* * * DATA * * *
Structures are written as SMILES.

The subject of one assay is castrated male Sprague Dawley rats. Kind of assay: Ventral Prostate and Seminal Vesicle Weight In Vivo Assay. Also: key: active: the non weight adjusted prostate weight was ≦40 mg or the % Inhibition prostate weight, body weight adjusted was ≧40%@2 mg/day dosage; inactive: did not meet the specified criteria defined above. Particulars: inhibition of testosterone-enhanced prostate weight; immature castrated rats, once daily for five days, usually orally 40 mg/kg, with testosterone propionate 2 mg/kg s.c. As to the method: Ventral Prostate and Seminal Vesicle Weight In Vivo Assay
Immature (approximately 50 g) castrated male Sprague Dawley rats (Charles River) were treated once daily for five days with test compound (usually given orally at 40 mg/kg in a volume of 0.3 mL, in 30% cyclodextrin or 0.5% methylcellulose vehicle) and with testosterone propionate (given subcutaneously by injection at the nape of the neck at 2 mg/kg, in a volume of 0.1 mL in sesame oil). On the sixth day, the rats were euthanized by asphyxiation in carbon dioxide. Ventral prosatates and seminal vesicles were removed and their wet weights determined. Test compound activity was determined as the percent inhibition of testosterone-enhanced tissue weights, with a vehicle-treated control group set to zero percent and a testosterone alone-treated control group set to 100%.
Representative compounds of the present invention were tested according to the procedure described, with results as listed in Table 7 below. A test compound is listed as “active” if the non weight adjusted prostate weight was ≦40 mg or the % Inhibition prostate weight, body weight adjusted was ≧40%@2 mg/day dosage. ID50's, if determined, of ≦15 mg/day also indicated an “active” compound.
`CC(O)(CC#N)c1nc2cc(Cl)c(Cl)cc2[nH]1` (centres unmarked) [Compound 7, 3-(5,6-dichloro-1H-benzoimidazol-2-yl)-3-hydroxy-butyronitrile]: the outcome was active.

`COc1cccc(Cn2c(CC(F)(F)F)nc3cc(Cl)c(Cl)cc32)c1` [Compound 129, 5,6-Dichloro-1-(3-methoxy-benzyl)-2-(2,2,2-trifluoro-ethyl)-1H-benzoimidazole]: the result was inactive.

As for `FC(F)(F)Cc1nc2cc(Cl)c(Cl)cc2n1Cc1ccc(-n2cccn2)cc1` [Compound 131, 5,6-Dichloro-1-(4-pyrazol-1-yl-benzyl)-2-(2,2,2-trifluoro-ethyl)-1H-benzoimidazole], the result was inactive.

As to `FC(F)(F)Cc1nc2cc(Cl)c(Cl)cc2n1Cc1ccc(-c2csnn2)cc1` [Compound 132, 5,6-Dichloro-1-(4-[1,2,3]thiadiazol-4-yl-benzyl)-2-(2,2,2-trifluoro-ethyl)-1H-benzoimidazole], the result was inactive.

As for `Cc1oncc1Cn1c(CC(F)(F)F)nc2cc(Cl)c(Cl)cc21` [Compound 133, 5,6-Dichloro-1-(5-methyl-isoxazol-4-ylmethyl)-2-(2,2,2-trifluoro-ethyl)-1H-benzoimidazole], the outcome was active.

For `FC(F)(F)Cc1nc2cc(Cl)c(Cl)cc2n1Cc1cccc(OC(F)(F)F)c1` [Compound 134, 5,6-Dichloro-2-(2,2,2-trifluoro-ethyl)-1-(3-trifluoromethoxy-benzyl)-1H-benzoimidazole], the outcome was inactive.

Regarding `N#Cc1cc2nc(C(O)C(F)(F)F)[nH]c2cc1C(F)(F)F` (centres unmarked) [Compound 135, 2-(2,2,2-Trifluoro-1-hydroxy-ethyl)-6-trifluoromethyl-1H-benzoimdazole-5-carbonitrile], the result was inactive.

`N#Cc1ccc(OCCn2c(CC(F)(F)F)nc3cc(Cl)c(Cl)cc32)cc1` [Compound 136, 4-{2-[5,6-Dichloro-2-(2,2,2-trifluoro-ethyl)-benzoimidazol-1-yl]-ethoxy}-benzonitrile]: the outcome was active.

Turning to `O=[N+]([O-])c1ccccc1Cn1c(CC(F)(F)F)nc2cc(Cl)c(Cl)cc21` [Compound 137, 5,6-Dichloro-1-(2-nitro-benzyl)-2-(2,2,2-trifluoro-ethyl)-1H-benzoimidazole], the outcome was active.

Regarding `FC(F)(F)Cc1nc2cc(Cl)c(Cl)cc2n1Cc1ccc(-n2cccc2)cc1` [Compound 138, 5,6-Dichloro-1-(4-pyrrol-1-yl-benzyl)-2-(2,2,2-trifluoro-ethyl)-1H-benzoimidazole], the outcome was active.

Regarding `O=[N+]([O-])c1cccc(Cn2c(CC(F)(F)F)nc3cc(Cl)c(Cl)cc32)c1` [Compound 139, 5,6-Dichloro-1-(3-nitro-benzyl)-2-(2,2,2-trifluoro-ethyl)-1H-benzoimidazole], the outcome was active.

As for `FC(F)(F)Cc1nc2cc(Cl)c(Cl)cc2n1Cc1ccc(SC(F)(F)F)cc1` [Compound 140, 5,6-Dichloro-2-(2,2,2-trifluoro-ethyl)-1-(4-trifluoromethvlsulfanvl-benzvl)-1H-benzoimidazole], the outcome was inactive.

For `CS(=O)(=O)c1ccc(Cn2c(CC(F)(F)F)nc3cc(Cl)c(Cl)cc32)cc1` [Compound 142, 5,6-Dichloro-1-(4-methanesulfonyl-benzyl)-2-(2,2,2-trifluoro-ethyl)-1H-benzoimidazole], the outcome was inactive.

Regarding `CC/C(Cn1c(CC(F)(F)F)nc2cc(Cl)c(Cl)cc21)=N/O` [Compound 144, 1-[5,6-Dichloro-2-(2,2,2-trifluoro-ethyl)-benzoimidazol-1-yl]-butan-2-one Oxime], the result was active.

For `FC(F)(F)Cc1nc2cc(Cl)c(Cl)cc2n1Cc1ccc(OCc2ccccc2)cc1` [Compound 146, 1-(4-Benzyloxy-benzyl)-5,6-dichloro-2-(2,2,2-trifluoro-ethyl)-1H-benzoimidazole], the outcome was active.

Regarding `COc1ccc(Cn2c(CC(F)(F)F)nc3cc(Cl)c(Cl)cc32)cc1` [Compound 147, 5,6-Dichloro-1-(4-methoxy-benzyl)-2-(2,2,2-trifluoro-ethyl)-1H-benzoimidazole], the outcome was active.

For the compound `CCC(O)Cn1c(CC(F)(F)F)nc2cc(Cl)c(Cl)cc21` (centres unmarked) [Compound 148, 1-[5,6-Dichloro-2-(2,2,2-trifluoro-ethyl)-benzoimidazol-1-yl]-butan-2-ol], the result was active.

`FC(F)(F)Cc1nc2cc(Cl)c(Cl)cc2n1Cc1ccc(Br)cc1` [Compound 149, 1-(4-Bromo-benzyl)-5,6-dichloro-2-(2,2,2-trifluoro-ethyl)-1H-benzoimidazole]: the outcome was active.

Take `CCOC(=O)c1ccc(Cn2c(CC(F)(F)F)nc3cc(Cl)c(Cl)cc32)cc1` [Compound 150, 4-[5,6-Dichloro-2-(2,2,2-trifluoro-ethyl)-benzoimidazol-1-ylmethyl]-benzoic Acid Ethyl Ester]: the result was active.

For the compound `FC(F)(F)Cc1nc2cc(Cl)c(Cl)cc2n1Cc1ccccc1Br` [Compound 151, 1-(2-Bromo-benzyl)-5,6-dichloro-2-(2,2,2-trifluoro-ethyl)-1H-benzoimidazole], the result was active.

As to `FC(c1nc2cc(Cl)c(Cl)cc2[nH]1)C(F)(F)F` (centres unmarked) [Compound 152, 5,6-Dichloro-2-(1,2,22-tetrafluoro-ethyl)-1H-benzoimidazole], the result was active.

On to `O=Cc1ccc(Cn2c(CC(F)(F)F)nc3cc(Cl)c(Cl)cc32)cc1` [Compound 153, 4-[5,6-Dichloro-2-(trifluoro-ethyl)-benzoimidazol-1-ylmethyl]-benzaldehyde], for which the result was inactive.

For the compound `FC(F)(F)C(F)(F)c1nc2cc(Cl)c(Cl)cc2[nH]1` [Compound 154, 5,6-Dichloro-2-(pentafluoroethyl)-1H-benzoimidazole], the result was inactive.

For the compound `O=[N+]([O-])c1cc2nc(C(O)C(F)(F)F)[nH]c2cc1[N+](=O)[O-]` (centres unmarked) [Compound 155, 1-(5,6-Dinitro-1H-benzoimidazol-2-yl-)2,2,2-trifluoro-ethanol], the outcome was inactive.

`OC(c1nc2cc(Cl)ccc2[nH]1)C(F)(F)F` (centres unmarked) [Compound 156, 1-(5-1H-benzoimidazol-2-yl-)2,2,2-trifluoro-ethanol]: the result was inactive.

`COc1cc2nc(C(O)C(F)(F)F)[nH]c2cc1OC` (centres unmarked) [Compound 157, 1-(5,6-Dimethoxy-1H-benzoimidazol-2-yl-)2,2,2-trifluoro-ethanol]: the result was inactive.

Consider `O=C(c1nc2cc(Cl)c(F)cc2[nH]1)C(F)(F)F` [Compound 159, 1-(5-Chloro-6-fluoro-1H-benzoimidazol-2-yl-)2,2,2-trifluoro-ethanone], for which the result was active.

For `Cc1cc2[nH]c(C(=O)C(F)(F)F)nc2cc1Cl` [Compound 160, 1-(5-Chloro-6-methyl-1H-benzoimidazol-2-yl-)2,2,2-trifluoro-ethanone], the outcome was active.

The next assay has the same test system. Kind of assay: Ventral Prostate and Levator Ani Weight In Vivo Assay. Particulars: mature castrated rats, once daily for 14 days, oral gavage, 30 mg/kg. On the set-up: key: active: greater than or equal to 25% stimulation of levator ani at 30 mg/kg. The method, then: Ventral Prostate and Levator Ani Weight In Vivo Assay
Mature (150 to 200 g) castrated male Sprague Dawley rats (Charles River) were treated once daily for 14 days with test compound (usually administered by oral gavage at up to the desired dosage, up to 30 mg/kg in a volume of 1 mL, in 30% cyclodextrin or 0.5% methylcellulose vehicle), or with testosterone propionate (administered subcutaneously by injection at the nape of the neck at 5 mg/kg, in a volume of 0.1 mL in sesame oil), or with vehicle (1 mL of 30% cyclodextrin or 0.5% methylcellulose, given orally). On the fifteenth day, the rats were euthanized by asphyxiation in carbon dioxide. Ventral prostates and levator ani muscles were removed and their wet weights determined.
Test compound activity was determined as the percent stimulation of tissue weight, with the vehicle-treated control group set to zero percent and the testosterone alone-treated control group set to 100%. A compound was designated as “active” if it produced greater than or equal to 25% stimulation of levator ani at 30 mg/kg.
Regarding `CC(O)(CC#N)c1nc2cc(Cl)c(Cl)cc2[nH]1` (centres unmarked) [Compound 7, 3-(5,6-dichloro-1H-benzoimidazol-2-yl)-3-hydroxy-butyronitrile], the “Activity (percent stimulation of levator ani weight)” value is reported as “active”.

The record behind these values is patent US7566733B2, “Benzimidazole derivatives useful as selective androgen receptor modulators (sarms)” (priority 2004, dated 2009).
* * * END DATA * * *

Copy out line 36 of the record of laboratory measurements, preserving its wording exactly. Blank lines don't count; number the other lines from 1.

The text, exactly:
Regarding `CC(O)(CC#N)c1nc2cc(Cl)c(Cl)cc2[nH]1` (centres unmarked) [Compound 7, 3-(5,6-dichloro-1H-benzoimidazol-2-yl)-3-hydroxy-butyronitrile], the “Activity (percent stimulation of levator ani weight)” value is reported as “active”.